It seems there are a lot of people on the right, scholars, pundits, bloggers who have thoughts about the 2008 contest for the GOP nomination which parallel those I expressed in the piece, 2008 Presidential Election: the GOP in Search of Itself, I posted on Monday. Either there’s something in the air or we’re all onto something. I think it’s the latter, given the number of political observers who have come to similar conclusions.
Scott at Powerline links this insightful piece by the Claremont Institute‘s Charles Kesler. (While we’re on the subject of books, his Keeping the Tablets: Modern American Conservative Thought, is a superb anthology of essays articulating the basic ideas of modern conservatism. Perfect for conservatives who want to better understand the background of our ideas and for liberals who would like to better understand this political philosophy.)
In his piece, Kesler notes the incredible flux of the Republican race, finding that many Republicans still haven’t made up their minds, even discovering uncertainty among those “who’ve endorsed a candidate.” He observes, “There are a lot of Republican contenders to choose from, too, and most are plausible as president.”
He does a better job of discerning what he calls “the perplexity” Republicans experience than has any recent political commentator, at least those I’ve read. Perhaps, that’s because he’s spent so much time studying American conservatism. He does see the various political philosophies at play in the party and understands the difficulty of forging a consensus:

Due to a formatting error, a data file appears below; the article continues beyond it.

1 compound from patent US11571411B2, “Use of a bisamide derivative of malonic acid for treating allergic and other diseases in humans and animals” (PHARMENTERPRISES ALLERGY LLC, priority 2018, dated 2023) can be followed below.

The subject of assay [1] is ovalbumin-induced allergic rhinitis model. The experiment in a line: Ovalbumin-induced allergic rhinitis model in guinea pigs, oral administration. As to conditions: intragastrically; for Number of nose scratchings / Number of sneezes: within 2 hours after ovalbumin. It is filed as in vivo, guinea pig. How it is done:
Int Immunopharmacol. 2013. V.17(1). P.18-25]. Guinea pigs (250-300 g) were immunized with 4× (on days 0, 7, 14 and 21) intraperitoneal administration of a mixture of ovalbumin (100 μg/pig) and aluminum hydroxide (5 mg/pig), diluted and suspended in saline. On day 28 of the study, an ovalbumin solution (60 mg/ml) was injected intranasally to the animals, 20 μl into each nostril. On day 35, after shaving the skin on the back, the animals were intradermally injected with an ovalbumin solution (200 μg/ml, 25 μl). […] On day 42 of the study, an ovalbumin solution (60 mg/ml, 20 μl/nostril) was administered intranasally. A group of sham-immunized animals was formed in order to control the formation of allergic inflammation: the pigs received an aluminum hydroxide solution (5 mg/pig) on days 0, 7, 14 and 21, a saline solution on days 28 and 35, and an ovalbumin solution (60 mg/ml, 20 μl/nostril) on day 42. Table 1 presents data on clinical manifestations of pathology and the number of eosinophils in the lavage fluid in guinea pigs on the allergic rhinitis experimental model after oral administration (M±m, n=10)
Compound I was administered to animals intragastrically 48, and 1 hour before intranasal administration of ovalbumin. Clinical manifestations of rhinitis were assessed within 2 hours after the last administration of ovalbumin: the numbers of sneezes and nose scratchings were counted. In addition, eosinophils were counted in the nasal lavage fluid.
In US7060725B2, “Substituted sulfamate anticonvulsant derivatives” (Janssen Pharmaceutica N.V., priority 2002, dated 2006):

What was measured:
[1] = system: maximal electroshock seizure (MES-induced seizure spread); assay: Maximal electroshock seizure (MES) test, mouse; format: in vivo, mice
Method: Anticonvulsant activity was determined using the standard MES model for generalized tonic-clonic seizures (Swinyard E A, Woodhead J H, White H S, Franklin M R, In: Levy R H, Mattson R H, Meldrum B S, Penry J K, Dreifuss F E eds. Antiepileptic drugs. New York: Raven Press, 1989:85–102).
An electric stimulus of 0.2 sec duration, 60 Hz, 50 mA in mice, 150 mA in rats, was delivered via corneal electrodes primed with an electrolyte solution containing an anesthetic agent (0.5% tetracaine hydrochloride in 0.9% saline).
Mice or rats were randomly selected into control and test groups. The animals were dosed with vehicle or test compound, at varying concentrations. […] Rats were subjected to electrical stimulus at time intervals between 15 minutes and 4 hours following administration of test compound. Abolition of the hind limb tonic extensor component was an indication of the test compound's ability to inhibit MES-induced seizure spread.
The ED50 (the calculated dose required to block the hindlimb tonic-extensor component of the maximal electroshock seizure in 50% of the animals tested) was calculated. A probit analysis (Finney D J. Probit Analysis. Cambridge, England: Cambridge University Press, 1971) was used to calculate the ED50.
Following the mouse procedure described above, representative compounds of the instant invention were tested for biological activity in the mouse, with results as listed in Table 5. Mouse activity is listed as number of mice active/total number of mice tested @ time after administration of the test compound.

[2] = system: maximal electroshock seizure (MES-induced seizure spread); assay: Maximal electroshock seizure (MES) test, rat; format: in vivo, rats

Unlike the defeat of Communism and socialism, goals shared by all conservatives and functioning as the movement’s great amalgam and inspiration, shrinking the state and rehabilitating American morals are the favorite causes of different, and to some degree differing, parts of the Right.
Conservatism’s slow loss of focus after the Cold War’s end was predictable (and often predicted). That the “crack-up” never occurred quite as predicted, however, shows that a broad agreement persists among conservatives. Nonetheless, the bonds between libertarian and social conservatives have weakened. Although 9/11 revealed a new common enemy, the effect was more to change the subject than to forge a new consensus on the Right. After all, the issues that remain–how to limit government again, whether and how government should promote virtue, and more generally, how to restore the republic along the lines of the Declaration of Independence and the Constitution–are difficult.
He goes on to look at how each of the leading candidates embodies some aspect of modern conservatism, but notes that “that Republican voters don’t recognize any of these trial versions of conservatism as the real deal, a distillation of American principles for our time.” I think he’s onto something.
This may well be the most important short piece (at least from the standpoint of ideas) on the contest for the GOP presidential nomination. So, without further ado, I suggest you read the whole thing!